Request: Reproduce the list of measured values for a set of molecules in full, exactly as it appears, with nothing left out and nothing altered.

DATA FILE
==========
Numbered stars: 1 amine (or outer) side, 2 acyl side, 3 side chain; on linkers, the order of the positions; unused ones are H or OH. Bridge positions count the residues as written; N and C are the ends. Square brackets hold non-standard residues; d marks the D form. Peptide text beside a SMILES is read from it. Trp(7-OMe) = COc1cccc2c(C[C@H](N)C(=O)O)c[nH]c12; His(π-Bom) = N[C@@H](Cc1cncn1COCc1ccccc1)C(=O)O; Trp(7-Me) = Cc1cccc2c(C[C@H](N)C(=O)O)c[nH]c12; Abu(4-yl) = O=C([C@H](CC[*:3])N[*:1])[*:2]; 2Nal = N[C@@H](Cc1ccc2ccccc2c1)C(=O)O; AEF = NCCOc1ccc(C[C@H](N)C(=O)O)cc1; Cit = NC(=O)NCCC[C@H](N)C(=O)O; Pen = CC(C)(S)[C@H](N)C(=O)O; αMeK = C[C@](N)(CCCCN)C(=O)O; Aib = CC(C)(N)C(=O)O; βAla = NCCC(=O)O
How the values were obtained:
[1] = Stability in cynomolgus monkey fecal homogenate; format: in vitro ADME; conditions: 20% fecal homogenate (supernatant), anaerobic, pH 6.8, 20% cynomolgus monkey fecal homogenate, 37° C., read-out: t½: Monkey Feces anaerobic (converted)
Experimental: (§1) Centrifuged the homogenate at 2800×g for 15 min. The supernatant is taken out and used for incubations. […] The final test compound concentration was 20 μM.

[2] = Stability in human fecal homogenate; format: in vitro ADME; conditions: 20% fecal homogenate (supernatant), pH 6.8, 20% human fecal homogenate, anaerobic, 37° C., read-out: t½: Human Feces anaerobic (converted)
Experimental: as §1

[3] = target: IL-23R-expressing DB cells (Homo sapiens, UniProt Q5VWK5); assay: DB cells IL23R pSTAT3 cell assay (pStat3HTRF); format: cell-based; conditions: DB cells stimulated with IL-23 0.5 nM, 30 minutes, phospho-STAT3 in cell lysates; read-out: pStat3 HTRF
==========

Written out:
Numbered stars: 1 amine (or outer) side, 2 acyl side, 3 side chain; on linkers, the order of the positions; unused ones are H or OH. Bridge positions count the residues as written; N and C are the ends. Square brackets hold non-standard residues; d marks the D form. Peptide text beside a SMILES is read from it. Trp(7-OMe) = COc1cccc2c(C[C@H](N)C(=O)O)c[nH]c12; His(π-Bom) = N[C@@H](Cc1cncn1COCc1ccccc1)C(=O)O; Trp(7-Me) = Cc1cccc2c(C[C@H](N)C(=O)O)c[nH]c12; Abu(4-yl) = O=C([C@H](CC[*:3])N[*:1])[*:2]; 2Nal = N[C@@H](Cc1ccc2ccccc2c1)C(=O)O; AEF = NCCOc1ccc(C[C@H](N)C(=O)O)cc1; Cit = NC(=O)NCCC[C@H](N)C(=O)O; Pen = CC(C)(S)[C@H](N)C(=O)O; αMeK = C[C@](N)(CCCCN)C(=O)O; Aib = CC(C)(N)C(=O)O; βAla = NCCC(=O)O
How the values were obtained:
[1] = Stability in cynomolgus monkey fecal homogenate; format: in vitro ADME; conditions: 20% fecal homogenate (supernatant), anaerobic, pH 6.8, 20% cynomolgus monkey fecal homogenate, 37° C., read-out: t½: Monkey Feces anaerobic (converted)
Experimental: (§1) Centrifuged the homogenate at 2800×g for 15 min. The supernatant is taken out and used for incubations. […] The final test compound concentration was 20 μM.

[2] = Stability in human fecal homogenate; format: in vitro ADME; conditions: 20% fecal homogenate (supernatant), pH 6.8, 20% human fecal homogenate, anaerobic, 37° C., read-out: t½: Human Feces anaerobic (converted)
Experimental: as §1

[3] = target: IL-23R-expressing DB cells (Homo sapiens, UniProt Q5VWK5); assay: DB cells IL23R pSTAT3 cell assay (pStat3HTRF); format: cell-based; conditions: DB cells stimulated with IL-23 0.5 nM, 30 minutes, phospho-STAT3 in cell lysates; read-out: pStat3 HTRF